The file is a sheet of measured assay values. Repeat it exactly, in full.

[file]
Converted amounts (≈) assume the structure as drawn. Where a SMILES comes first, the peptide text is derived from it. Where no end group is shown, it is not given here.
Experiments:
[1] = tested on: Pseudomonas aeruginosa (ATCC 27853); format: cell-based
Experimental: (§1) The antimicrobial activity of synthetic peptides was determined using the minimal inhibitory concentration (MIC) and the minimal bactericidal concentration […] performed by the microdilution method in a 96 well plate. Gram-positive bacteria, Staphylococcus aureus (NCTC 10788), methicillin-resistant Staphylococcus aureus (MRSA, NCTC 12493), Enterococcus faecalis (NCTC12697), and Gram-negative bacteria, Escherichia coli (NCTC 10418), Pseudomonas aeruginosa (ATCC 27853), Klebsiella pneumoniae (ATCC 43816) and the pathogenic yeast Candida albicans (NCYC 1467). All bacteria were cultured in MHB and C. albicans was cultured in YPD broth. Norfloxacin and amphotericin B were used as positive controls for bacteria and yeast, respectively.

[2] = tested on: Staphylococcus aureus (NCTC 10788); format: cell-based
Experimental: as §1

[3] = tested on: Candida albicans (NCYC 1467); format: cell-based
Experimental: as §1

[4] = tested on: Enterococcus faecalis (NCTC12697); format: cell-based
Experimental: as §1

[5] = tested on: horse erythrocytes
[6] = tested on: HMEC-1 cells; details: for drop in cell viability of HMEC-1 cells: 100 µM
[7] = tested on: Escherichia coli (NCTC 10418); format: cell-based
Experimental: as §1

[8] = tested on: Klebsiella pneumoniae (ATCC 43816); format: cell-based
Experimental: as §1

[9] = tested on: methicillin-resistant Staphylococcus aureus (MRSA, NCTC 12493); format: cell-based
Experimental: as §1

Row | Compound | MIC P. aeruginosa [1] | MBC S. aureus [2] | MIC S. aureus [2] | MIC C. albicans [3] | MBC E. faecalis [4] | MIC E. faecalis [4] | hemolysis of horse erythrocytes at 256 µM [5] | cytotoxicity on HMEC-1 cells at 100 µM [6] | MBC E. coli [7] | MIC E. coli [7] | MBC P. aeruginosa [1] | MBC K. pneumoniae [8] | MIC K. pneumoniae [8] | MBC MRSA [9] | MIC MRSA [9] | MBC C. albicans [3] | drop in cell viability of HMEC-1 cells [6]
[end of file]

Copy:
Converted amounts (≈) assume the structure as drawn. Where a SMILES comes first, the peptide text is derived from it. Where no end group is shown, it is not given here.
Experiments:
[1] = tested on: Pseudomonas aeruginosa (ATCC 27853); format: cell-based
Experimental: (§1) The antimicrobial activity of synthetic peptides was determined using the minimal inhibitory concentration (MIC) and the minimal bactericidal concentration […] performed by the microdilution method in a 96 well plate. Gram-positive bacteria, Staphylococcus aureus (NCTC 10788), methicillin-resistant Staphylococcus aureus (MRSA, NCTC 12493), Enterococcus faecalis (NCTC12697), and Gram-negative bacteria, Escherichia coli (NCTC 10418), Pseudomonas aeruginosa (ATCC 27853), Klebsiella pneumoniae (ATCC 43816) and the pathogenic yeast Candida albicans (NCYC 1467). All bacteria were cultured in MHB and C. albicans was cultured in YPD broth. Norfloxacin and amphotericin B were used as positive controls for bacteria and yeast, respectively.

[2] = tested on: Staphylococcus aureus (NCTC 10788); format: cell-based
Experimental: as §1

[3] = tested on: Candida albicans (NCYC 1467); format: cell-based
Experimental: as §1

[4] = tested on: Enterococcus faecalis (NCTC12697); format: cell-based
Experimental: as §1

[5] = tested on: horse erythrocytes
[6] = tested on: HMEC-1 cells; details: for drop in cell viability of HMEC-1 cells: 100 µM
[7] = tested on: Escherichia coli (NCTC 10418); format: cell-based
Experimental: as §1

[8] = tested on: Klebsiella pneumoniae (ATCC 43816); format: cell-based
Experimental: as §1

[9] = tested on: methicillin-resistant Staphylococcus aureus (MRSA, NCTC 12493); format: cell-based
Experimental: as §1

Row | Compound | MIC P. aeruginosa [1] | MBC S. aureus [2] | MIC S. aureus [2] | MIC C. albicans [3] | MBC E. faecalis [4] | MIC E. faecalis [4] | hemolysis of horse erythrocytes at 256 µM [5] | cytotoxicity on HMEC-1 cells at 100 µM [6] | MBC E. coli [7] | MIC E. coli [7] | MBC P. aeruginosa [1] | MBC K. pneumoniae [8] | MIC K. pneumoniae [8] | MBC MRSA [9] | MIC MRSA [9] | MBC C. albicans [3] | drop in cell viability of HMEC-1 cells [6]